At the beginning of 2022, my husband and I lost two dogs to chronic illness and old age within months of each other. Pina died in February, and Bruno died in July. We were not ready for the physical experience of letting go, and we were not expecting the level of grief that moved in.
It was debilitating. We called Bruno and Pina our “originals,” because they were the first dogs we adopted, they had traveled with us, were the reason we moved to a house with a yard, and gave us so much joy, laughter, and comfort throughout the time we had with them. Losing Pina first broke our hearts. She was the sweetest little dog, who flew under the radar but made herself known at the same time. She had a very deep bond with my husband and our dog Sesame. The day she died, it felt like our home was suddenly vacant. We were all different, we were all sad. Not only my husband and I, but our remaining dogs were clearly grieving the change. We didn’t know what to do next.
About three weeks later, we realized our dog Sesame was incredibly lonely with no one to play with him at his energy level, and we decided to adopt again. In honor of Pina, we specifically wanted a female dog, and we found her at Wags & Walks in Los Angeles. Her name was Apple, and she had just arrived at the facility. I drove from the desert to LA to meet her and adopted her that day. It was a very healing experience, and bringing her home was the boost we all needed to get through and move on. She matched Sesame’s energy, and seeing him play again was a heart salve.
A few months later Bruno passed away, and the grief from that loss really knocked me off my feet. Bruno was my heart dog—he was full of behavior issues and he’d been adopted and returned once before, but he was perfect for us. Adopting him changed my life and prompted me to leave the corporate world and pursue work in the animal welfare field, and it was because of him I became an advocate for dogs with higher needs. Saying goodbye to him left me feeling like I was carrying a ton of bricks on my shoulders. Despite knowing it was time for him to go (he was 19 with chronic health issues) and that we had given him a great life, given him all the love he deserved, and spoiled him rotten, I still felt like I was lost in a windstorm.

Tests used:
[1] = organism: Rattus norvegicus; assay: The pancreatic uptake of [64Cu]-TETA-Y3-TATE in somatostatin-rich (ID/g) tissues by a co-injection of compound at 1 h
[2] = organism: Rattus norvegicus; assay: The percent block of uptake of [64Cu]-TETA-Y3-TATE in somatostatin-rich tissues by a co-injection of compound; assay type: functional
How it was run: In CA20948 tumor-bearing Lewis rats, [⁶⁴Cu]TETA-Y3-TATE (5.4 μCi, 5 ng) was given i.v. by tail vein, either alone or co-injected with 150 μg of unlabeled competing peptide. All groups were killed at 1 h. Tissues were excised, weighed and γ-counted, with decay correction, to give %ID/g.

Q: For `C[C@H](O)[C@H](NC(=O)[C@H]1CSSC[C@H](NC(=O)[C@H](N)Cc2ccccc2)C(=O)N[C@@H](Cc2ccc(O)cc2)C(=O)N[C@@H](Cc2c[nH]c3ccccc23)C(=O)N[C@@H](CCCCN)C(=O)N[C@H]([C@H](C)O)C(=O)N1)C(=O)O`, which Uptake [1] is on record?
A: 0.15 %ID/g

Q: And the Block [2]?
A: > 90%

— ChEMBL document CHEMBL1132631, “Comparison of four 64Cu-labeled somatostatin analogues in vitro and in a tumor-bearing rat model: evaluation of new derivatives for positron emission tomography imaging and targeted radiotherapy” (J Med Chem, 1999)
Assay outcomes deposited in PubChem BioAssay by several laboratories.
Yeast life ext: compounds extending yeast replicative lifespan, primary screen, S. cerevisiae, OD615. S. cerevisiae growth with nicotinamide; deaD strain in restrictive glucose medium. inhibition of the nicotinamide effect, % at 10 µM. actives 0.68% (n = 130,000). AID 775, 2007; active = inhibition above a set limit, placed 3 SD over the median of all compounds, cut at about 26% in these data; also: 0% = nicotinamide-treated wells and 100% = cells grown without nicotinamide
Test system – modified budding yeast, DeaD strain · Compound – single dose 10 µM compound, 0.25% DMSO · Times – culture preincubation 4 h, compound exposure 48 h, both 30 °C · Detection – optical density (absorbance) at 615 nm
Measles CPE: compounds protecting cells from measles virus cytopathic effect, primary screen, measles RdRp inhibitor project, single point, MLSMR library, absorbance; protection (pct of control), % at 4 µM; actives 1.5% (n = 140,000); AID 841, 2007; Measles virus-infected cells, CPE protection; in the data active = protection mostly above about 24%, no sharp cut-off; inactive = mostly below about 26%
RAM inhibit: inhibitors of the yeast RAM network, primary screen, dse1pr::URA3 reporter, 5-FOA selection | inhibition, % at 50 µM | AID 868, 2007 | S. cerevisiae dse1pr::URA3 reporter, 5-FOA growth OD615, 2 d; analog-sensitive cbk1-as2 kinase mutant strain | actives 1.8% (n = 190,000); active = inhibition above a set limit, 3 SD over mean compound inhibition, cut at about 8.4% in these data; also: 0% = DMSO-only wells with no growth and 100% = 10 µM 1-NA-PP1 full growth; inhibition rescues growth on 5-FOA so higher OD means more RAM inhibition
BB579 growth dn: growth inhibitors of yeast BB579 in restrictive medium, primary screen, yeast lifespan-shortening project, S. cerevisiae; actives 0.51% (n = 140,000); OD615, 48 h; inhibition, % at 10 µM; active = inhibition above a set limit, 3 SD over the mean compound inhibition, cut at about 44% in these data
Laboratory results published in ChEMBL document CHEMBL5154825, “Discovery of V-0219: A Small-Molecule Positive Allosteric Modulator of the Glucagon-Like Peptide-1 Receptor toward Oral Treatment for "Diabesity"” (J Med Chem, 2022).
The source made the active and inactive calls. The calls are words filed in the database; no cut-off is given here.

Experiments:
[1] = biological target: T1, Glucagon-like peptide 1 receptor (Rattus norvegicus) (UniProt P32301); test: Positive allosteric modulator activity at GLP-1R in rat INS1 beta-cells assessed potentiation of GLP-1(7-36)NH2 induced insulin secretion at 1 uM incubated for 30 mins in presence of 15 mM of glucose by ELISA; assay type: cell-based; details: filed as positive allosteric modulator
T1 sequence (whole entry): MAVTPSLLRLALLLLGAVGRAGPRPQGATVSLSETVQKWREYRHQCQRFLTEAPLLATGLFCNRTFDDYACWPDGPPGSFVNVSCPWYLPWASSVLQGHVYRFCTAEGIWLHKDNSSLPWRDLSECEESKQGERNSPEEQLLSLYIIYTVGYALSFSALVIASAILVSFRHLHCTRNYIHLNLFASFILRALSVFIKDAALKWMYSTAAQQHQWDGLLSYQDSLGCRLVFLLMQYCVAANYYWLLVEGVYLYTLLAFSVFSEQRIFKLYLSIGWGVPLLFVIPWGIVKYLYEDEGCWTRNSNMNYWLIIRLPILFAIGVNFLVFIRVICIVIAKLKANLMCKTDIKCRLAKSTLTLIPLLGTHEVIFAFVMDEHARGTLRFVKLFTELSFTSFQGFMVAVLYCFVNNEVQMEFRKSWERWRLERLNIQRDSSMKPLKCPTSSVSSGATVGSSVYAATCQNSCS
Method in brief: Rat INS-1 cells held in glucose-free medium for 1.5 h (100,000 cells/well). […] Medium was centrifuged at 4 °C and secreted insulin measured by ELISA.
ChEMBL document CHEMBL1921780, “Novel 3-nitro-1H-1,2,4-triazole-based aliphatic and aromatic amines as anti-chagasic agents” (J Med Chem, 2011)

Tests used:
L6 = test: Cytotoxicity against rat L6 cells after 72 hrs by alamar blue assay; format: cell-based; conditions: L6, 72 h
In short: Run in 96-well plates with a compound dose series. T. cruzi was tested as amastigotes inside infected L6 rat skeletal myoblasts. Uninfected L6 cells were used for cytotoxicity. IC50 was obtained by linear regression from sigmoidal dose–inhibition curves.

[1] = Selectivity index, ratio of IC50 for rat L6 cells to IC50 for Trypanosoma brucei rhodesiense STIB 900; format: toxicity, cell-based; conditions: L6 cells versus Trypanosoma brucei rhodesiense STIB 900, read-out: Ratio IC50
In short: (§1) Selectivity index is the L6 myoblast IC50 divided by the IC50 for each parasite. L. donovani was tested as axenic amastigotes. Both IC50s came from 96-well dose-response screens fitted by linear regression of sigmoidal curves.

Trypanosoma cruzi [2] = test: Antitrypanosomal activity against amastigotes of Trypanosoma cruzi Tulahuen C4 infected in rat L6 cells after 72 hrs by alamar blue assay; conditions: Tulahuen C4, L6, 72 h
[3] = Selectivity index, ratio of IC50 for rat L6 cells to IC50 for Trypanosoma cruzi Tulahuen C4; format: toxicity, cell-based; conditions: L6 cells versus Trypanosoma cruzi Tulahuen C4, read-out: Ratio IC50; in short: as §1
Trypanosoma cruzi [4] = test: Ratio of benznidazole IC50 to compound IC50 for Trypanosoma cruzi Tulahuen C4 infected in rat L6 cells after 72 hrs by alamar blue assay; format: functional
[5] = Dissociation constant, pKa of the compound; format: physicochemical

I began looking for pet grief resources around this time, wondering if any existed. I found an Instagram account called Pet Loss Psychology helpful, and speaking to other pet parents about the loss helped lighten the load of grief I was feeling. I found that just talking about it eventually made the loss a reality I could deal with, and my heart found a place to store those memories of Pina and Bruno and allowed me to move on.
“When the family pet is lost, the grief is the same as and sometimes even more than ordinary human relationships.” —Sandra Beyerle
Dealing with the loss of a companion animal and the grief associated with it can be a lonely path to navigate. People without animals in their lives often don’t “get it” on the level we need them to, and sometimes the grieving period is so long, we feel bad or embarrassed continually sharing it with other pet parent friends. Plus, losing a pet removes us from things like seeing friends on dog walks, dog park groups, and other pet centric community activities we are involved in. Bottom line, it can be lonely.
Sandra Beyerle is a Pet Loss Grief Counselor located in Rancho Mirage, California, who agrees that talking to people can help, but that often more support is needed.
“For many people who have experienced deeply meaningful relationships with their companion animals, something more is often needed. Seeking out a compassionate therapist not only honors the process of grieving but can also shed light on the meaning of the relationship in one’s psyche. This is an important aspect of striving to know thyself—it’s often yet another gift from our lost companion.”
She says many people who do not have pets in their lives don’t grasp that “when the family pet is lost, the grief is the same as and sometimes even more than ordinary human relationships.”
You can reach out to Sandra or find other pet loss grief counselors in the Southern California area by visiting Petworks.com.
Ways to Start Coping
■ Donate items from a shelter or rescue wish list
■ Volunteer at a local shelter or rescue
■ Foster a pet
■ Foster to adopt
■ Look for pet loss grief support groups online or in your area
■ Seek out a professional counselor or therapist to find coping solutions